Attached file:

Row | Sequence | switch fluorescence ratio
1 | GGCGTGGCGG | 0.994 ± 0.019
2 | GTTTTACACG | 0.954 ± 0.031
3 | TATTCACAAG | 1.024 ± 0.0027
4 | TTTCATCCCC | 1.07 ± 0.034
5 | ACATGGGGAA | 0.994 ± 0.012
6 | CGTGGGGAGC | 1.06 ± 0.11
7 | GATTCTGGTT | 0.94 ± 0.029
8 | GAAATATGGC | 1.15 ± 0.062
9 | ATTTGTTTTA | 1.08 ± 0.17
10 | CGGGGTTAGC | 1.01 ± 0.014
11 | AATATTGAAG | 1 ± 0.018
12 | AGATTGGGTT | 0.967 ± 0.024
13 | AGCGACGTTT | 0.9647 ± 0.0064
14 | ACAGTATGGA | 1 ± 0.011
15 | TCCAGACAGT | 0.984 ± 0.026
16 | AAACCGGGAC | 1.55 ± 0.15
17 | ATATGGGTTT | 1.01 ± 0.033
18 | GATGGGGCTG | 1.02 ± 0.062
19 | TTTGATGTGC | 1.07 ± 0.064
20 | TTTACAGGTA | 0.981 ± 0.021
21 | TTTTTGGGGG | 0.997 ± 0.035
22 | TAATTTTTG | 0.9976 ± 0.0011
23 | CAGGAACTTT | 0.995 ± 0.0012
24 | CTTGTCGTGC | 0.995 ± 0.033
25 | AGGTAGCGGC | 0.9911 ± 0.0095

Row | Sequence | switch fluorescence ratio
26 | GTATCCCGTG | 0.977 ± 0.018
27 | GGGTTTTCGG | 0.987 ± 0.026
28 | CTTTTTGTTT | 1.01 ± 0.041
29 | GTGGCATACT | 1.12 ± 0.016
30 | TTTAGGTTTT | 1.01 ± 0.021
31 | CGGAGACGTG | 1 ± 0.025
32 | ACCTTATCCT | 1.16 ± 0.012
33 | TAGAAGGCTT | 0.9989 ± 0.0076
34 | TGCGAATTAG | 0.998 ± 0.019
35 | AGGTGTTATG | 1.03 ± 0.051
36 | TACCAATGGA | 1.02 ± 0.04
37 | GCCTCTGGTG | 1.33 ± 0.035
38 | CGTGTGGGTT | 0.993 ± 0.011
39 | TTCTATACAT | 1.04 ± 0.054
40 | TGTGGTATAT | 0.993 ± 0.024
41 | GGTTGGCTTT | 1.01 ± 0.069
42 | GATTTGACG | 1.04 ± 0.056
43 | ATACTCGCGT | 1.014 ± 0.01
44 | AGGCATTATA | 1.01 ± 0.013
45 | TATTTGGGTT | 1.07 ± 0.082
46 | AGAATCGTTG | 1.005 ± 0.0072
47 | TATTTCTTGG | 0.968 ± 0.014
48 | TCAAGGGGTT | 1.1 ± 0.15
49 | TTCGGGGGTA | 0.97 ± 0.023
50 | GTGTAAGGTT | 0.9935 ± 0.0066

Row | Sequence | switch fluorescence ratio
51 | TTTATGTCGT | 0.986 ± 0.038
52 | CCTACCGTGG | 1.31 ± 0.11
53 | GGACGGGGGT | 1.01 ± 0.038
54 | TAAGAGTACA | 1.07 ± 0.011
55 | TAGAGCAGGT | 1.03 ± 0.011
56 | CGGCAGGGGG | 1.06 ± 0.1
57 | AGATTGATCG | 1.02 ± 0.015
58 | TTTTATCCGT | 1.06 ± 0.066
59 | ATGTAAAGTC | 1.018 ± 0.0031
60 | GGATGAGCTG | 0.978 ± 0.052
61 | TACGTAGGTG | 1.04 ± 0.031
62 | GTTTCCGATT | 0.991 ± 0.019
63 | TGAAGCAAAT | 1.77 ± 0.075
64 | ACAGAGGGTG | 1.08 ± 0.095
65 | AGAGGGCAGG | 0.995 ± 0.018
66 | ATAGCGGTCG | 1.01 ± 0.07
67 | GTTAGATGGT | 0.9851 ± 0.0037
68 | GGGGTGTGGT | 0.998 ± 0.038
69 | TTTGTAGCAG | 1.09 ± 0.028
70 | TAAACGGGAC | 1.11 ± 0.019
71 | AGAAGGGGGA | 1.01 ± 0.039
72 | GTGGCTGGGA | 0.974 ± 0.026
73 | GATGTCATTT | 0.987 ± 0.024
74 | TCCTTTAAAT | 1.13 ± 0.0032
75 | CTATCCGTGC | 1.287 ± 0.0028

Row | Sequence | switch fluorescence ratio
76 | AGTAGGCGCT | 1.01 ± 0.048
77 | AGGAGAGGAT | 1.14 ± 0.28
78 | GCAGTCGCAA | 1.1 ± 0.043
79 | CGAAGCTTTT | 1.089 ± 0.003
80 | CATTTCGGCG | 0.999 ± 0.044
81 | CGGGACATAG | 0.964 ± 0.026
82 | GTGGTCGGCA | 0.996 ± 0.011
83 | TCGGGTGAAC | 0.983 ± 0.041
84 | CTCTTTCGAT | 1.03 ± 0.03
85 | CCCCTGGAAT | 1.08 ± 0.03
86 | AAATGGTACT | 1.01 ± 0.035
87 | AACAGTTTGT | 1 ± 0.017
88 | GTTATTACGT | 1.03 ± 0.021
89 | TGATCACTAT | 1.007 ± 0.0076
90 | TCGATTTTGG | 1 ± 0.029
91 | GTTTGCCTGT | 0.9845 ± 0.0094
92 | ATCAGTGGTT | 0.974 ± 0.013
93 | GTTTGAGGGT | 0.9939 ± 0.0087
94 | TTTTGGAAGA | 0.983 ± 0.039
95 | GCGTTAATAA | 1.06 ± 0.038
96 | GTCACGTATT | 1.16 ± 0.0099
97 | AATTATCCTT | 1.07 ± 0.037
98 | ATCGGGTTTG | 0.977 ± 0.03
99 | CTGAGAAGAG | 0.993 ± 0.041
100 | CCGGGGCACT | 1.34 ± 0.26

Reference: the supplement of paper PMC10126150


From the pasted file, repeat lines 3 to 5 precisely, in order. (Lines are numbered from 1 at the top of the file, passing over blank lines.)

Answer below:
2 | GTTTTACACG | 0.954 ± 0.031
3 | TATTCACAAG | 1.024 ± 0.0027
4 | TTTCATCCCC | 1.07 ± 0.034